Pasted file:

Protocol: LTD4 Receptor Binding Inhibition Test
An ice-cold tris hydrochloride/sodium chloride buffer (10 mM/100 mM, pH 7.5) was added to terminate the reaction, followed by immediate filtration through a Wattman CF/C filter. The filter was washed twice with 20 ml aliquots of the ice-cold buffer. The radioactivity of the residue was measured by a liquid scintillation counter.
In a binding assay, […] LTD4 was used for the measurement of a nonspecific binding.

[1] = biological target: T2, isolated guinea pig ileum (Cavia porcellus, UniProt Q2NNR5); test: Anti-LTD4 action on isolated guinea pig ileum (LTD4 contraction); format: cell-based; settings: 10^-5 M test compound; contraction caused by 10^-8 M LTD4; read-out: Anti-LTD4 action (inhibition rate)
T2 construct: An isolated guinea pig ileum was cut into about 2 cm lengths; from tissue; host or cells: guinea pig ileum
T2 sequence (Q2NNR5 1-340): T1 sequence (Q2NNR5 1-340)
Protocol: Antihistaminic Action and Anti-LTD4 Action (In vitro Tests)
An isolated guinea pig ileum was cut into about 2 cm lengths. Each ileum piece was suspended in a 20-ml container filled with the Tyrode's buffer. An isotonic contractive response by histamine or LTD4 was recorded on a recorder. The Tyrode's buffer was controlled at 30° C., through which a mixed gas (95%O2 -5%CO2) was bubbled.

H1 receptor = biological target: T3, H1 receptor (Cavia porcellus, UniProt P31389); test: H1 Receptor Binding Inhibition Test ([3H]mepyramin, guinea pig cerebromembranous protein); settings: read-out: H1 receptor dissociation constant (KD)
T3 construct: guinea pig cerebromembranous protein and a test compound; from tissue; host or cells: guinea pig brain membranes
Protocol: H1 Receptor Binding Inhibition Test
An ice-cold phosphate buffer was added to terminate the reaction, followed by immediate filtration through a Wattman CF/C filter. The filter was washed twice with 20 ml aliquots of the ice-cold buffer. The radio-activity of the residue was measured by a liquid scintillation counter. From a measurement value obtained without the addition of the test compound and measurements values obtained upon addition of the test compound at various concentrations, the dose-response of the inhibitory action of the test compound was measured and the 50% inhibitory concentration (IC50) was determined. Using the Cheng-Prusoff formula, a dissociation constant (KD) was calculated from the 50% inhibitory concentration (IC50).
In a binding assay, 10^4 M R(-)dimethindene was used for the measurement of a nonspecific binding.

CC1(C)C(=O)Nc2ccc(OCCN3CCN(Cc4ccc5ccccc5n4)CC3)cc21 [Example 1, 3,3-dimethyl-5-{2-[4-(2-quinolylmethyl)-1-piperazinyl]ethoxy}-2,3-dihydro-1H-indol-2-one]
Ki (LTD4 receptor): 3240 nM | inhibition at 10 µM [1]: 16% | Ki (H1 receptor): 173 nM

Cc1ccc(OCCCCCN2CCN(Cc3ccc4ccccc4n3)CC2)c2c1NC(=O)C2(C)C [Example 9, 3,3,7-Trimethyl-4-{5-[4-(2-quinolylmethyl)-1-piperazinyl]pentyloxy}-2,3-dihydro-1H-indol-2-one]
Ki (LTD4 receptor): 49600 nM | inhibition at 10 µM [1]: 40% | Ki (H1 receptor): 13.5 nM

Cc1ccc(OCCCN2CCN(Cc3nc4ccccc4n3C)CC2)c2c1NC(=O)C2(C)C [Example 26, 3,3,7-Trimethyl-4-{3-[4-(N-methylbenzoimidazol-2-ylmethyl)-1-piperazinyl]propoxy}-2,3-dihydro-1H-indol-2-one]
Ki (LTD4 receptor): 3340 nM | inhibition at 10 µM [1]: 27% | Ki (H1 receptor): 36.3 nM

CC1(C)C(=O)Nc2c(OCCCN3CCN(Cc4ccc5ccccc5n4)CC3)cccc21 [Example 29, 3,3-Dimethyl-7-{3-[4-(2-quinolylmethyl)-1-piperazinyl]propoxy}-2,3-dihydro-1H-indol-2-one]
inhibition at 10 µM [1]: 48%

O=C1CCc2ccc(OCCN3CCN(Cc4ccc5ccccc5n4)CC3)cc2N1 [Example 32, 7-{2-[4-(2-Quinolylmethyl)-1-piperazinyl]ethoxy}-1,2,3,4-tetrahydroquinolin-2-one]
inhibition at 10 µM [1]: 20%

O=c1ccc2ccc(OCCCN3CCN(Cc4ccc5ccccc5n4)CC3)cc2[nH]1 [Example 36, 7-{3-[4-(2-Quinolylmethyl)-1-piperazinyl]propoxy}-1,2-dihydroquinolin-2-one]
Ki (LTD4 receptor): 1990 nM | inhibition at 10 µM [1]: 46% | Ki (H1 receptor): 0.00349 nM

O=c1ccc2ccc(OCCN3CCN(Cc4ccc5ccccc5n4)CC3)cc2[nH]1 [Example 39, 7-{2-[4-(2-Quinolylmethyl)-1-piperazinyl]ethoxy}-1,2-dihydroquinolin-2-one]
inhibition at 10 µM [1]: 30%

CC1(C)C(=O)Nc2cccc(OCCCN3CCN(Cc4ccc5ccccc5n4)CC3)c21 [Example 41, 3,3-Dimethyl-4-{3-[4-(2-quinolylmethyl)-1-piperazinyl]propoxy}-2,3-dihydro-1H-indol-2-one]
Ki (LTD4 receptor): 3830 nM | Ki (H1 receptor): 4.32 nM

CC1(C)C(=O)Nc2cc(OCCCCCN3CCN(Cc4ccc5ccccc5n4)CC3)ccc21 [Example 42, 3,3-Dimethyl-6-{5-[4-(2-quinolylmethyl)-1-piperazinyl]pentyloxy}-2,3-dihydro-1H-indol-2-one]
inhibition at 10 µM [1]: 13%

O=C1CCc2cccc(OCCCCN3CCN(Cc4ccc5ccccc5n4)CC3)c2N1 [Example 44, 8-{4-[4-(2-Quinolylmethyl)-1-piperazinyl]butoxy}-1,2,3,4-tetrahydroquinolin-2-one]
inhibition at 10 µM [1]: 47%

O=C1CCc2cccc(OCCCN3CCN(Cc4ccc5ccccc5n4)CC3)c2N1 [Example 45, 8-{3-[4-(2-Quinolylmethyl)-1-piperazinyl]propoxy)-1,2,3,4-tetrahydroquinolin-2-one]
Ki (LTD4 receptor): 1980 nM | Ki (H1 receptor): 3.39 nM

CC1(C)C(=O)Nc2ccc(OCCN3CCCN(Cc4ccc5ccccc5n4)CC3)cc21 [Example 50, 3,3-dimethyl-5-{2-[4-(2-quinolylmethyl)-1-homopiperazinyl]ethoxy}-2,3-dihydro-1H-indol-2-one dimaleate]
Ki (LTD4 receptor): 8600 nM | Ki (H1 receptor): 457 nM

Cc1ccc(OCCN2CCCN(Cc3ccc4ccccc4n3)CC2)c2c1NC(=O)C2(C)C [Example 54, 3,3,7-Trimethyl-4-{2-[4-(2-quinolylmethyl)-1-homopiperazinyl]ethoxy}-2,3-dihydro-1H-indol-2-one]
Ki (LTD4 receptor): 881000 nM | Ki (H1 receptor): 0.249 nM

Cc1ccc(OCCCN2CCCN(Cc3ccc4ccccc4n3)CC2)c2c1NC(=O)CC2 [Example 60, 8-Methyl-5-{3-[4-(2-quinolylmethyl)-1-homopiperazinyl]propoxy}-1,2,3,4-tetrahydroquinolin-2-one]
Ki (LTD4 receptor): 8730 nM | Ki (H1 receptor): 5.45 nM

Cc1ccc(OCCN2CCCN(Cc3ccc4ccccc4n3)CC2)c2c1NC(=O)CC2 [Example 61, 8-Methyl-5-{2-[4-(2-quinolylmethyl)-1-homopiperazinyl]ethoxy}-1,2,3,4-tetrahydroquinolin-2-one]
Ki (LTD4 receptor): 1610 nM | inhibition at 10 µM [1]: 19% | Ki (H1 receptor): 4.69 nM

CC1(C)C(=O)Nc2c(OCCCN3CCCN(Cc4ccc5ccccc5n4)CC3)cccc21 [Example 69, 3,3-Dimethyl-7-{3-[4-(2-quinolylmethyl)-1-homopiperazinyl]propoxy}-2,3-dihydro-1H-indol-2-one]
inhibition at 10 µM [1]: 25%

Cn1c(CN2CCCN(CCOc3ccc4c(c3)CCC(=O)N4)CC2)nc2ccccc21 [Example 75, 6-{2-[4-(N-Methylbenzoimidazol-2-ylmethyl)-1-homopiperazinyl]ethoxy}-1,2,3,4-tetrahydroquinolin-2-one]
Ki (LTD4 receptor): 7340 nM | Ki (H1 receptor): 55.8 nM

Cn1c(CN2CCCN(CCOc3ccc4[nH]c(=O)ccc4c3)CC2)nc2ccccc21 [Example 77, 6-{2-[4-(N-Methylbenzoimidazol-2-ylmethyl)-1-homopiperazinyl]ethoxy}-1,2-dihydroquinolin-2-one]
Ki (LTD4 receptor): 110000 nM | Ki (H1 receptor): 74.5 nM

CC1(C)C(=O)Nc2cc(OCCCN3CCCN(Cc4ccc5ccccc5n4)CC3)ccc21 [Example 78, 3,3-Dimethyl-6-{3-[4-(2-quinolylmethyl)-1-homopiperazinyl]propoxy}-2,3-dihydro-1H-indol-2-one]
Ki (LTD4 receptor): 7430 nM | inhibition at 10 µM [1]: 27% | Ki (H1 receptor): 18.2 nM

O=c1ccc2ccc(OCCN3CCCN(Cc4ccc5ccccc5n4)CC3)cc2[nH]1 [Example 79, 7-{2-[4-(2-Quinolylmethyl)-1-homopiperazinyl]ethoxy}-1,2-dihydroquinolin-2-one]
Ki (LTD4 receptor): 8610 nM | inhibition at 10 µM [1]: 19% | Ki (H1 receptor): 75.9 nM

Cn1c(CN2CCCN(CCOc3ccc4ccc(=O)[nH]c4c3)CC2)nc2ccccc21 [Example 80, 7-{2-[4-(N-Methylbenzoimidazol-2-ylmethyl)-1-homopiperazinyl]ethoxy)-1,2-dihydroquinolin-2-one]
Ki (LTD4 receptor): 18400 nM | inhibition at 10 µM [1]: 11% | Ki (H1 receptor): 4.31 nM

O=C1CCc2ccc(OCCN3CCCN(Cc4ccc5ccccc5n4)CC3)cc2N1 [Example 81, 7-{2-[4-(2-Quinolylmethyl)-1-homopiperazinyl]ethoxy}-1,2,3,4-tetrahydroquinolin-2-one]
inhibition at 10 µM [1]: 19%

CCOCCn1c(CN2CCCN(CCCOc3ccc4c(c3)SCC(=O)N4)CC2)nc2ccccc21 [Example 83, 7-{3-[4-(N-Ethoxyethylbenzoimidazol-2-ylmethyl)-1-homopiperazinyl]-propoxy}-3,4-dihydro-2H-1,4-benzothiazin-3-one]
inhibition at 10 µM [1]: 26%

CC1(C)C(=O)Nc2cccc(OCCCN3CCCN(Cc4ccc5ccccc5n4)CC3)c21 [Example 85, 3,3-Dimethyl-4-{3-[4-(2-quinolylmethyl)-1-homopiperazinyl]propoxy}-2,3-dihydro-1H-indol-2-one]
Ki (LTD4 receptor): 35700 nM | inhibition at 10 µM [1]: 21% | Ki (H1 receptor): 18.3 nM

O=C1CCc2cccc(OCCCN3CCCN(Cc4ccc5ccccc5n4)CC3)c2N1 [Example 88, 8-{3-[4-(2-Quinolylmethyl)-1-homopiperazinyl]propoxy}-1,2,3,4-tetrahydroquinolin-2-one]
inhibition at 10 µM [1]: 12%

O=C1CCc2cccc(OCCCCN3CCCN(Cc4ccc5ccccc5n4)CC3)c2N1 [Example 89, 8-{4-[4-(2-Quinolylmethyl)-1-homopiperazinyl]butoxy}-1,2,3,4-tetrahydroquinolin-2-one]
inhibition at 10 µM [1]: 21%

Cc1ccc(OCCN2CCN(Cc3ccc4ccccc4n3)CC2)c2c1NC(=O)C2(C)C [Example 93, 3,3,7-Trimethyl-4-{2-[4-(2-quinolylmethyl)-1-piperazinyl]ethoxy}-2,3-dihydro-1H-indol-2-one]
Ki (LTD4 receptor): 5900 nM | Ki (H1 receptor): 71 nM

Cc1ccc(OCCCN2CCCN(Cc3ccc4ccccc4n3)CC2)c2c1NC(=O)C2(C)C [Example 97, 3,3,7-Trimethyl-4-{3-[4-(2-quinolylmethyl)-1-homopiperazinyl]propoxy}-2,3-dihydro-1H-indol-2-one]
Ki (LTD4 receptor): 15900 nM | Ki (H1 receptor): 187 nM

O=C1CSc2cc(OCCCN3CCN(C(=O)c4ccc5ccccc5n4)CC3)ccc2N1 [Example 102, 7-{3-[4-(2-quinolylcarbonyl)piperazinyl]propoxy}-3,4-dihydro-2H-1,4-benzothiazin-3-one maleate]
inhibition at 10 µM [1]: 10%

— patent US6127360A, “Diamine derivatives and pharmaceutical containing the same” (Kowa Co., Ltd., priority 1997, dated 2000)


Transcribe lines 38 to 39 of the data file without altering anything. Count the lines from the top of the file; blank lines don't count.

Cc1ccc(OCCN2CCCN(Cc3ccc4ccccc4n3)CC2)c2c1NC(=O)C2(C)C [Example 54, 3,3,7-Trimethyl-4-{2-[4-(2-quinolylmethyl)-1-homopiperazinyl]ethoxy}-2,3-dihydro-1H-indol-2-one]
Ki (LTD4 receptor): 881000 nM | Ki (H1 receptor): 0.249 nM